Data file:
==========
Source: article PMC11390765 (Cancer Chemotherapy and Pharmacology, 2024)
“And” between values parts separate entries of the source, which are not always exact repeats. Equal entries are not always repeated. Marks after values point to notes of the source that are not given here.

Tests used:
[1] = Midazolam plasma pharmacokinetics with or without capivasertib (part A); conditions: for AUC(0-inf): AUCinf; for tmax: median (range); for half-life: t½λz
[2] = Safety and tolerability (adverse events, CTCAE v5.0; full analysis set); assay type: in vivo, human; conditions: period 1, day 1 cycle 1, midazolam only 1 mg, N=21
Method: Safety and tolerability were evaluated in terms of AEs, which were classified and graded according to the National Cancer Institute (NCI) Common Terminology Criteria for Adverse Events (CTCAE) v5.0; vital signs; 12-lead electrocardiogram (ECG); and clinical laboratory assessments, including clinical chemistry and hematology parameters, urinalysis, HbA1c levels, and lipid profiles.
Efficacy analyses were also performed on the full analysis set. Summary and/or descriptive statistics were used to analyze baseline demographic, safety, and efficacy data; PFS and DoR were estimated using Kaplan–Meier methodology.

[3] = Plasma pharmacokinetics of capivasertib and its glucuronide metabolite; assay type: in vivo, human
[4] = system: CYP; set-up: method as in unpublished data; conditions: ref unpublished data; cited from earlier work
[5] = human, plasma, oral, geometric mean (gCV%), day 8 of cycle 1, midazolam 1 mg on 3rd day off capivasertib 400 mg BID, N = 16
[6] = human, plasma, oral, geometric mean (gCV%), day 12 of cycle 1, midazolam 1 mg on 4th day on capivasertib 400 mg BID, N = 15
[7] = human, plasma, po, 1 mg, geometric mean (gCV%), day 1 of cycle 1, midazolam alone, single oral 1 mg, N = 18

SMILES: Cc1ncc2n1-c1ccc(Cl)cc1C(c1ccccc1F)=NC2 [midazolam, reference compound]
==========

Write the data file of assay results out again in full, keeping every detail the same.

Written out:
Source: article PMC11390765 (Cancer Chemotherapy and Pharmacology, 2024)
“And” between values parts separate entries of the source, which are not always exact repeats. Equal entries are not always repeated. Marks after values point to notes of the source that are not given here.

Tests used:
[1] = Midazolam plasma pharmacokinetics with or without capivasertib (part A); conditions: for AUC(0-inf): AUCinf; for tmax: median (range); for half-life: t½λz
[2] = Safety and tolerability (adverse events, CTCAE v5.0; full analysis set); assay type: in vivo, human; conditions: period 1, day 1 cycle 1, midazolam only 1 mg, N=21
Method: Safety and tolerability were evaluated in terms of AEs, which were classified and graded according to the National Cancer Institute (NCI) Common Terminology Criteria for Adverse Events (CTCAE) v5.0; vital signs; 12-lead electrocardiogram (ECG); and clinical laboratory assessments, including clinical chemistry and hematology parameters, urinalysis, HbA1c levels, and lipid profiles.
Efficacy analyses were also performed on the full analysis set. Summary and/or descriptive statistics were used to analyze baseline demographic, safety, and efficacy data; PFS and DoR were estimated using Kaplan–Meier methodology.

[3] = Plasma pharmacokinetics of capivasertib and its glucuronide metabolite; assay type: in vivo, human
[4] = system: CYP; set-up: method as in unpublished data; conditions: ref unpublished data; cited from earlier work
[5] = human, plasma, oral, geometric mean (gCV%), day 8 of cycle 1, midazolam 1 mg on 3rd day off capivasertib 400 mg BID, N = 16
[6] = human, plasma, oral, geometric mean (gCV%), day 12 of cycle 1, midazolam 1 mg on 4th day on capivasertib 400 mg BID, N = 15
[7] = human, plasma, po, 1 mg, geometric mean (gCV%), day 1 of cycle 1, midazolam alone, single oral 1 mg, N = 18

SMILES: Cc1ncc2n1-c1ccc(Cl)cc1C(c1ccccc1F)=NC2 [midazolam, reference compound]